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The God of Soho review at Shakespeares Globe London

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Chris Hannan’s play about celebrity excess in the low down and sleazy world of Soho vice and celebrity is nothing if not weird.

Phil Daniels plays Big God in a heavenly world of gold leaf and togas, who seems to have gone off Mrs God because she farts all the time. Their daughter, a Scouse goddess of love, called Clem, is devastated after being rejected by someone called new God and she is banished to earth where she becomes fascinated by a reality star and her rock star boyfriend.

This should be the moment where we are meant to ponder questions of reality, celebrity, meaning, true love, fakery and how passion can survive in the modern world. But we don’t. Not least because of the gnomic pretentiousness of the language and the lazy structure. Worse still, there is rarely a moment where Hannan does not want to deck his stage in women in lingerie, bondage gear or men dancing in hotpants. My guess is for want of ideas.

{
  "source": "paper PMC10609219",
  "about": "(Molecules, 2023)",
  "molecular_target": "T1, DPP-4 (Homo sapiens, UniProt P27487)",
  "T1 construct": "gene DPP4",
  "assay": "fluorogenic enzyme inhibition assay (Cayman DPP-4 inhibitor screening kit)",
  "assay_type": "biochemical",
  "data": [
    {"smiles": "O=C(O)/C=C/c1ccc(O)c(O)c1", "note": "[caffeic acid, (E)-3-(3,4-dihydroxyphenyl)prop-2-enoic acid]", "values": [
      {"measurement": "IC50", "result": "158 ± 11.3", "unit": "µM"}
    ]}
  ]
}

There are flashes of clever thought-through stagecraft and Hannan certainly has a vital turn of phrase and a stunning visual sense. “I will eat this problem and shit it,” says Daniels at one point. But he could have been talking about the editing of this play which seems non-existent.

The writer is also so in love with spectacle and the sound of his own voice that often ideas simply sparkle and fizzle out. This ultimately makes this latest play in the Globe’s The Word is God series a workshop of ideas with no coherence or direction and a failure for the usually admirably bold and experimental artistic director Dominic Dromgoole.

Production Information

Shakespeare’s Globe, London, August 27-September 30

Author
Chris Hannan
Director
Raz Shaw
Producer
Shakespeare’s Globe
Cast includes
Phil Daniels, Miranda Foster, Edward Hogg, Emma Pierson, Iris Roberts, Will Mannering
Running time
2hrs 30mins

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